The gap is not equally decisive everywhere. For instance, if we look at the same relationship for female national teams, the relationship is still visible, but markedly weaker (figure 2). This is probably related to the fact that female professional football is still a nascent phenomenon and not known to the same degree across the world. In male football, where scouts penetrate every last corner of this globe to look for the latest Didier Drogba or Shinji Kagawa this is much less of a problem. Here professionalism tends towards the physical limits of the game. Indeed the relationship of figure 1 is stable, statistically speaking, if one tries to ‘controls’ for the other determinants of success mentioned above.
Similar things apply to the club level. Take the most successful German club, Bayern Munich. Over the last 50 years the average height of the players increased by some 5cm (data from fussballdaten.de). By the way this is less than the increase in the overall population. Professional football players were always above the national average. But the rising trend is visible, and even more so among goalkeepers and central defenders. Another fact is visible in figure 3. The variability of body height has more than doubled from some ca. 8cm to 18cm. Balon D’Or winner Frank Ribery (170cm) can still be the pivot of the Bayern machine, as long as its goalie, Manuel Neuer, is 192cm.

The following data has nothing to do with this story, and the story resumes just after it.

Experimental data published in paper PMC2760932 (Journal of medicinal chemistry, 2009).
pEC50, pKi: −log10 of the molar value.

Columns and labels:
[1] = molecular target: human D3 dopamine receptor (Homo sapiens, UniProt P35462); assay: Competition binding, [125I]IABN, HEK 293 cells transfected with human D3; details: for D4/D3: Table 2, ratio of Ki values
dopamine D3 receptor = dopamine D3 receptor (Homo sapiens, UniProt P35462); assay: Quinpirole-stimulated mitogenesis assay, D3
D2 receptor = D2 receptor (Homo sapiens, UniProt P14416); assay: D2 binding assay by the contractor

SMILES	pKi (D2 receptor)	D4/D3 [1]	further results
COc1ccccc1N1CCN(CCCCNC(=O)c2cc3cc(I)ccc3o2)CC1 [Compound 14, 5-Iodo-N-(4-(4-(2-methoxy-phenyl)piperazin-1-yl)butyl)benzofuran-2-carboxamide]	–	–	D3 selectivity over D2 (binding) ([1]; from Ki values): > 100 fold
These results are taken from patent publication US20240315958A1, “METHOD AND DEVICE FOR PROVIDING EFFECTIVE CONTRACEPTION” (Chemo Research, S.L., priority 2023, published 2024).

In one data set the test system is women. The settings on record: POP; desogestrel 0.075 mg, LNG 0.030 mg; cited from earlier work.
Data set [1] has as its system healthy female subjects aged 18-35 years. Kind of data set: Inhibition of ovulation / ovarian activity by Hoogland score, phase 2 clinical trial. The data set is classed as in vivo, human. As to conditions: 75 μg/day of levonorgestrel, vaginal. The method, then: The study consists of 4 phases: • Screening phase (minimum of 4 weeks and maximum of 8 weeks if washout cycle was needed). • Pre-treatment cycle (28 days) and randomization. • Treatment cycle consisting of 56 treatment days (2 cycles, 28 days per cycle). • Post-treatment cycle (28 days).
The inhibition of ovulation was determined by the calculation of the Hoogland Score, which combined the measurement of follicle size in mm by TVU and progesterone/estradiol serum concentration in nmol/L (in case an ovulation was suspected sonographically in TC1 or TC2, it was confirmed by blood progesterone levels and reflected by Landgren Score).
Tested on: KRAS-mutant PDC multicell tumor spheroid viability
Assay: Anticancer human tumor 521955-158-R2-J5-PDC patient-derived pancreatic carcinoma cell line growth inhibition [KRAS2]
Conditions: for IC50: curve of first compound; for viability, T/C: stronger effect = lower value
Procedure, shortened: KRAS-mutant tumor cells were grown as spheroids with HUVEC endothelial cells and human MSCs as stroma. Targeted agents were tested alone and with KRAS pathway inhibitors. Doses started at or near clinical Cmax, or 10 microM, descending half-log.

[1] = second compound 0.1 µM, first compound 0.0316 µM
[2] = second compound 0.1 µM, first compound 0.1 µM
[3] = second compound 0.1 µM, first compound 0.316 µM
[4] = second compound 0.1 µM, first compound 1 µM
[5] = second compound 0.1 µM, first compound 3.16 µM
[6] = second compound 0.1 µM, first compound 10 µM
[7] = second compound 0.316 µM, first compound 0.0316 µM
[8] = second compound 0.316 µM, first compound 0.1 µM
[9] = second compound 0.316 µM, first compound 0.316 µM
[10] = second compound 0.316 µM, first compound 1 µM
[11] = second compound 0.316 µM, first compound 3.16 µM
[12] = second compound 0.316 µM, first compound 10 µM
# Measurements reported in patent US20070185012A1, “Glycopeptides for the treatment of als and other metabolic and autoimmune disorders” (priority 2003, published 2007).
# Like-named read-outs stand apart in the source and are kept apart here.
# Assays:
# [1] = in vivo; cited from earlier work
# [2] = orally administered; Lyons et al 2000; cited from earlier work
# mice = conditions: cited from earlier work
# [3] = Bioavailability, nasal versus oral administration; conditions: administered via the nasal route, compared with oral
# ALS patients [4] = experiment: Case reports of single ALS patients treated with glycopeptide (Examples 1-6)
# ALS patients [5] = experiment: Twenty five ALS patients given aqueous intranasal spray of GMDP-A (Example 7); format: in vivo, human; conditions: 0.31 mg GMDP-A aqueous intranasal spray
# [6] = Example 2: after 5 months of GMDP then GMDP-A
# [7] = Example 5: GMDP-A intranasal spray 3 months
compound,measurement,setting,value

All in all, size does matter in football. Next time inhabitants of short nations see their teams loose they should give their boys some credit or growth hormones. Even better: make your people healthy.